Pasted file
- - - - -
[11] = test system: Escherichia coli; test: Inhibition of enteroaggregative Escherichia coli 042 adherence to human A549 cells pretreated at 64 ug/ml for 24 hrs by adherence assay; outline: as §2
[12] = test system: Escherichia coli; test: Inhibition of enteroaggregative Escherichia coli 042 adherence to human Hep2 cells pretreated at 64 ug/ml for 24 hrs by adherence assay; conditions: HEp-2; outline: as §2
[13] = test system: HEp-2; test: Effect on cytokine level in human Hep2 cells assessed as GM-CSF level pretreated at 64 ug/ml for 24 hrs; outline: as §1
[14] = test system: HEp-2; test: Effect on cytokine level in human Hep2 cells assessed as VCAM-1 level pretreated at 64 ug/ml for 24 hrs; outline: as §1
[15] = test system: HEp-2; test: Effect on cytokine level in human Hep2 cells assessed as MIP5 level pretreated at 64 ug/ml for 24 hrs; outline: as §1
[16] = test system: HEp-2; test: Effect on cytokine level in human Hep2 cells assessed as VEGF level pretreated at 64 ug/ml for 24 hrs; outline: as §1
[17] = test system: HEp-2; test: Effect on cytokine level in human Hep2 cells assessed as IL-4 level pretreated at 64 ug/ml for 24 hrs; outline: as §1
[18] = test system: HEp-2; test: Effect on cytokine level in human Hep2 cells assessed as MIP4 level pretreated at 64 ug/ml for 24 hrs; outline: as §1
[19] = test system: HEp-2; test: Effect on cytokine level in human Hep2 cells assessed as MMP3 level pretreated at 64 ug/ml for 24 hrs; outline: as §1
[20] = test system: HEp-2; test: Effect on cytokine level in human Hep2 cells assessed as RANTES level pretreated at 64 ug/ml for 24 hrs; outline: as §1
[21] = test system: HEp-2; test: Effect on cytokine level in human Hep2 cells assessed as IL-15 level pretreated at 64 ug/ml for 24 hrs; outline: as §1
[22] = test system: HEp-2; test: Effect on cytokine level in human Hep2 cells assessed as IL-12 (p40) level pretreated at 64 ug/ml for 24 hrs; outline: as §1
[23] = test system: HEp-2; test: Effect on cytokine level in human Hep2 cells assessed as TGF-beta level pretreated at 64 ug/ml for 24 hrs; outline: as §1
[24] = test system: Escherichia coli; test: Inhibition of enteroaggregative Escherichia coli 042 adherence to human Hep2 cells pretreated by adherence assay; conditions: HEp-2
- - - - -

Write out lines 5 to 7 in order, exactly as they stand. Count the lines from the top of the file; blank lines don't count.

[15] = test system: HEp-2; test: Effect on cytokine level in human Hep2 cells assessed as MIP5 level pretreated at 64 ug/ml for 24 hrs; outline: as §1
[16] = test system: HEp-2; test: Effect on cytokine level in human Hep2 cells assessed as VEGF level pretreated at 64 ug/ml for 24 hrs; outline: as §1
[17] = test system: HEp-2; test: Effect on cytokine level in human Hep2 cells assessed as IL-4 level pretreated at 64 ug/ml for 24 hrs; outline: as §1